Thursday, May 18, 2017

More on LA School Board Take Over by Corporate Billionaires

A Big Win for Corporate Advocates of Charters.
Mike McPhate
School board campaigns are often sleepy affairs, not the sort of electoral battle that generates widespread attention and outside donations. But this week’s election for the Los Angeles Unified school board was something of an epic proxy fight. Some saw it as a battle over the influence of the teachers’ union. Others cast it as a fight against the education agenda of President Trump and Betsy DeVos and the expansion of charter schools. 
After Tuesday’s results, the seven-member school board that governs the nation’s second largest public school system will be dominated by supporters of charter schools who may move to increase the number of publicly funded but privately run schools across the city. 
The election drew in some $14 million — making it among the most expensive school board races in the country’s history — and a host of high-profile endorsements. In the end, the candidates who portrayed themselves as supporters of dramatic changes won out, leaving the teachers’ union and its supporters angered and worried about the future. Steve Zimmer, the school board president who lost to the challenger Nick Melvoin, was so angered by the defeat that he refused to make the customary congratulatory call. Mr. Zimmer called the results “devastating” and said he would never run for office again.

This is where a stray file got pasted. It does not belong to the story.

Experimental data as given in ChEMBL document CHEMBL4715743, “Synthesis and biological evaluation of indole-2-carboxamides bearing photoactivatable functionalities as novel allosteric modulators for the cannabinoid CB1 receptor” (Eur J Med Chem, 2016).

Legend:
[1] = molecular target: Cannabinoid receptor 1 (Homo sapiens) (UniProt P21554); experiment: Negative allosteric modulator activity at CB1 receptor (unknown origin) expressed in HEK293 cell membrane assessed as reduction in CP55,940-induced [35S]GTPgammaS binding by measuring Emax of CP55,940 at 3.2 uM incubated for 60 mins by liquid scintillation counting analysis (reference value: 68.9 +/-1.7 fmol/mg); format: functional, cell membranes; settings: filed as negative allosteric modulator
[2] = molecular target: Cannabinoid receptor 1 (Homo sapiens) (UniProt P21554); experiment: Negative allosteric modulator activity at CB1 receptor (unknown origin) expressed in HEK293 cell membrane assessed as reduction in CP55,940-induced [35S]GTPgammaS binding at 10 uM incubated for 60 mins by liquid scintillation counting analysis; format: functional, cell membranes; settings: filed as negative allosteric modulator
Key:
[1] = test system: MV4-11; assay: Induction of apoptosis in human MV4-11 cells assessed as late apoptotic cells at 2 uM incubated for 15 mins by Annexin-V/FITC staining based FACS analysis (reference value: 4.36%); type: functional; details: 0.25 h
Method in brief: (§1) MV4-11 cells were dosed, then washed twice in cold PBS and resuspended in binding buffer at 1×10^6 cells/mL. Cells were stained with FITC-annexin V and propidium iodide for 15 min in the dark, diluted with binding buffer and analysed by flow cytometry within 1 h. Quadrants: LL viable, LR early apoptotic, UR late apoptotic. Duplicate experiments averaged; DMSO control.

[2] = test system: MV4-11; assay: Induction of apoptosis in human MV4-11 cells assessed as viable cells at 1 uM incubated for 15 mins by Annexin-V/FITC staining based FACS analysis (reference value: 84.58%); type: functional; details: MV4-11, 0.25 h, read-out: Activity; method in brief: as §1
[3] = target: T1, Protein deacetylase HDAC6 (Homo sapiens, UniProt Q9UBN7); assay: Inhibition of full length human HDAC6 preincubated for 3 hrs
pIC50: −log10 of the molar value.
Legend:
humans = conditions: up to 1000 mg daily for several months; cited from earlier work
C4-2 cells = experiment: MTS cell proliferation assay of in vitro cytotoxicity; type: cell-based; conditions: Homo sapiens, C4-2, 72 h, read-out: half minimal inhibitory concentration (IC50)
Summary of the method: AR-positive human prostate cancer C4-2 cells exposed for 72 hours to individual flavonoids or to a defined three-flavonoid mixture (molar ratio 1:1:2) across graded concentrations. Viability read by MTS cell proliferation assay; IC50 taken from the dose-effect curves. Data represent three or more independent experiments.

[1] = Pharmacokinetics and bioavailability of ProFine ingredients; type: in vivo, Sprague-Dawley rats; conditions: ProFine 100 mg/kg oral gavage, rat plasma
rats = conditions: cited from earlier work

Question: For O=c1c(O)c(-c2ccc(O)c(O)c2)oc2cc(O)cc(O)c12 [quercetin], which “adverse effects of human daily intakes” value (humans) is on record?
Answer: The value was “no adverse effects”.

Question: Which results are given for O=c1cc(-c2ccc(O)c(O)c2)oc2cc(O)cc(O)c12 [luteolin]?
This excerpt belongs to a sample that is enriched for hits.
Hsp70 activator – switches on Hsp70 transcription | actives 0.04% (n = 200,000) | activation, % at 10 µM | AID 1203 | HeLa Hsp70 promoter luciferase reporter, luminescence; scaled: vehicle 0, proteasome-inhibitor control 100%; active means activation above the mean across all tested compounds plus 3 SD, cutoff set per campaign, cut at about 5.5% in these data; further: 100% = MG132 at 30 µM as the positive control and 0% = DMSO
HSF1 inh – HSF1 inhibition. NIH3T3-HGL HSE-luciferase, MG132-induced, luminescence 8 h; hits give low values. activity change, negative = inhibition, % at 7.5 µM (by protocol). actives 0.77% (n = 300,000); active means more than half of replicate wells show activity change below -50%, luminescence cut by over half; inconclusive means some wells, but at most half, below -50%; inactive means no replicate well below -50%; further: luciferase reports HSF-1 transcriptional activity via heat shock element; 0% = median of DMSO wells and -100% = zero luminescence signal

There are already more charter schools and charter school students in Los Angeles than in any other school system in the country; charter school students make up more than 20 percent of the district’s enrollment. But supporters of the schools say that there is room for many more and that students in the district should have more options. 
The fight over the schools, however, obscures some of the district’s other pressing problems — including a declining enrollment and a projected deficit of nearly $1.5 billion. 
Mr. Melvoin said he wanted to work to repair the divisions that had been exacerbated by the campaign, calling the union versus charter school paradigm a “false choice.” 
“We have schools in every area of L.A. with a huge waiting list just a few blocks away from schools that have been under-enrolled for a long time now,” he said. “We haven’t learned the lessons of the charter movement in L.A. The district is not improving its own schools to please more parents.”

California Today,  New York Times
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